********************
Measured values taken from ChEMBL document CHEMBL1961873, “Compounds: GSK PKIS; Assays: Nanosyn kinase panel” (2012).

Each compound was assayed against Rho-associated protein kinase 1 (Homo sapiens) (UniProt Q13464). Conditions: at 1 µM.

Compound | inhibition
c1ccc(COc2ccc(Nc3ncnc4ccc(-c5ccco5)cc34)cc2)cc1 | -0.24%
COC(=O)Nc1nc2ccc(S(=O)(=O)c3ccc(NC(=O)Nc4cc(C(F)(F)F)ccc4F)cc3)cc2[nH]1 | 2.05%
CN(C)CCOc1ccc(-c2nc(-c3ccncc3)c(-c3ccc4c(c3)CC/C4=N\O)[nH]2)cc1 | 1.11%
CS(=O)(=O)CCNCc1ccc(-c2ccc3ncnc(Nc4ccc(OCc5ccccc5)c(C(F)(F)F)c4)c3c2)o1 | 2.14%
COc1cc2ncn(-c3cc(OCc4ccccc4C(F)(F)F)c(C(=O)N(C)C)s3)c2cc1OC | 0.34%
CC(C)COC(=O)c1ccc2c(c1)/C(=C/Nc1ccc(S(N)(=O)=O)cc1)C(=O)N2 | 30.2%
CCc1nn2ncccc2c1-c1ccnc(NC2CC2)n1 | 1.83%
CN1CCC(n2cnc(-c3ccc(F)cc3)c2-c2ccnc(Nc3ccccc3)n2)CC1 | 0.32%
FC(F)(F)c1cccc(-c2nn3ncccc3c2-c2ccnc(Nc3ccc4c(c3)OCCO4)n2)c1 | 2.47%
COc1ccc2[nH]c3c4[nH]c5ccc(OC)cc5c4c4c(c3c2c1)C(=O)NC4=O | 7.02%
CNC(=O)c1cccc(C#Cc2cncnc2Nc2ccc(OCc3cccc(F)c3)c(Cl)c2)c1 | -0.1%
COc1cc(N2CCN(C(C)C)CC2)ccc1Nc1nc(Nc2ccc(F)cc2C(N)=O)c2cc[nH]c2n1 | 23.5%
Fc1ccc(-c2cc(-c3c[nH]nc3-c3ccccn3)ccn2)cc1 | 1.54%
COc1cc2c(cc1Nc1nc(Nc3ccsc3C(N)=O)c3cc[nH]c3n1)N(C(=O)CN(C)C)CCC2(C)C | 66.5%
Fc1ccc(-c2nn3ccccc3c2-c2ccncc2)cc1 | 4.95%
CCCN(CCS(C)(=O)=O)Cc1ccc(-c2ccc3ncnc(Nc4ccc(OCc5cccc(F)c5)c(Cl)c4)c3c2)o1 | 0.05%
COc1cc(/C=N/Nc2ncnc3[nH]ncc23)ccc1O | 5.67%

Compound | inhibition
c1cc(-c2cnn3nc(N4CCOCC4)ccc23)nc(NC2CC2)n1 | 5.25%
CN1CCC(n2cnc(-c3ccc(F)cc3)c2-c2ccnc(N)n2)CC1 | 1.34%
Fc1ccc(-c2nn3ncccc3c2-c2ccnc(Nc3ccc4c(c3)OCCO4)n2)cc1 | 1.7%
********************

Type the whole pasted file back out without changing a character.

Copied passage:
Measured values taken from ChEMBL document CHEMBL1961873, “Compounds: GSK PKIS; Assays: Nanosyn kinase panel” (2012).

Each compound was assayed against Rho-associated protein kinase 1 (Homo sapiens) (UniProt Q13464). Conditions: at 1 µM.

Compound | inhibition
c1ccc(COc2ccc(Nc3ncnc4ccc(-c5ccco5)cc34)cc2)cc1 | -0.24%
COC(=O)Nc1nc2ccc(S(=O)(=O)c3ccc(NC(=O)Nc4cc(C(F)(F)F)ccc4F)cc3)cc2[nH]1 | 2.05%
CN(C)CCOc1ccc(-c2nc(-c3ccncc3)c(-c3ccc4c(c3)CC/C4=N\O)[nH]2)cc1 | 1.11%
CS(=O)(=O)CCNCc1ccc(-c2ccc3ncnc(Nc4ccc(OCc5ccccc5)c(C(F)(F)F)c4)c3c2)o1 | 2.14%
COc1cc2ncn(-c3cc(OCc4ccccc4C(F)(F)F)c(C(=O)N(C)C)s3)c2cc1OC | 0.34%
CC(C)COC(=O)c1ccc2c(c1)/C(=C/Nc1ccc(S(N)(=O)=O)cc1)C(=O)N2 | 30.2%
CCc1nn2ncccc2c1-c1ccnc(NC2CC2)n1 | 1.83%
CN1CCC(n2cnc(-c3ccc(F)cc3)c2-c2ccnc(Nc3ccccc3)n2)CC1 | 0.32%
FC(F)(F)c1cccc(-c2nn3ncccc3c2-c2ccnc(Nc3ccc4c(c3)OCCO4)n2)c1 | 2.47%
COc1ccc2[nH]c3c4[nH]c5ccc(OC)cc5c4c4c(c3c2c1)C(=O)NC4=O | 7.02%
CNC(=O)c1cccc(C#Cc2cncnc2Nc2ccc(OCc3cccc(F)c3)c(Cl)c2)c1 | -0.1%
COc1cc(N2CCN(C(C)C)CC2)ccc1Nc1nc(Nc2ccc(F)cc2C(N)=O)c2cc[nH]c2n1 | 23.5%
Fc1ccc(-c2cc(-c3c[nH]nc3-c3ccccn3)ccn2)cc1 | 1.54%
COc1cc2c(cc1Nc1nc(Nc3ccsc3C(N)=O)c3cc[nH]c3n1)N(C(=O)CN(C)C)CCC2(C)C | 66.5%
Fc1ccc(-c2nn3ccccc3c2-c2ccncc2)cc1 | 4.95%
CCCN(CCS(C)(=O)=O)Cc1ccc(-c2ccc3ncnc(Nc4ccc(OCc5cccc(F)c5)c(Cl)c4)c3c2)o1 | 0.05%
COc1cc(/C=N/Nc2ncnc3[nH]ncc23)ccc1O | 5.67%

Compound | inhibition
c1cc(-c2cnn3nc(N4CCOCC4)ccc23)nc(NC2CC2)n1 | 5.25%
CN1CCC(n2cnc(-c3ccc(F)cc3)c2-c2ccnc(N)n2)CC1 | 1.34%
Fc1ccc(-c2nn3ncccc3c2-c2ccnc(Nc3ccc4c(c3)OCCO4)n2)cc1 | 1.7%